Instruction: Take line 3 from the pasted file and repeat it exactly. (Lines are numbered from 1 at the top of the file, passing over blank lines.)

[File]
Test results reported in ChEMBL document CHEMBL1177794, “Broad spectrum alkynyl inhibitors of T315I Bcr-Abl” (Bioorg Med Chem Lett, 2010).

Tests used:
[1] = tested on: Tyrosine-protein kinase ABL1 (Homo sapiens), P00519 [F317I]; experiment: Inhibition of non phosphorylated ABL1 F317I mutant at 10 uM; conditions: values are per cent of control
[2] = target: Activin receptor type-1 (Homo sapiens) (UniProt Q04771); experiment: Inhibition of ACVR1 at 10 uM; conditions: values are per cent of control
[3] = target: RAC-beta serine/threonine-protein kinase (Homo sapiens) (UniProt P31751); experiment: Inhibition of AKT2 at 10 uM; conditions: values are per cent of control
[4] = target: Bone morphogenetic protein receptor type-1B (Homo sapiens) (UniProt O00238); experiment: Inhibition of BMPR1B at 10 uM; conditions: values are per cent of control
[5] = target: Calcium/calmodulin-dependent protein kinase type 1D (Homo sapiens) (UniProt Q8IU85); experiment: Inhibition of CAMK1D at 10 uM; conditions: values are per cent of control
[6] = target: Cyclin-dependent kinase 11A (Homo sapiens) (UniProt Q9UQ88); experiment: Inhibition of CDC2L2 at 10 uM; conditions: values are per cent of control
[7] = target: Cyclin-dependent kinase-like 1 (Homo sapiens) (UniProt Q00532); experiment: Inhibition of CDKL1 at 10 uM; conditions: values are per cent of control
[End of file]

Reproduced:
[1] = tested on: Tyrosine-protein kinase ABL1 (Homo sapiens), P00519 [F317I]; experiment: Inhibition of non phosphorylated ABL1 F317I mutant at 10 uM; conditions: values are per cent of control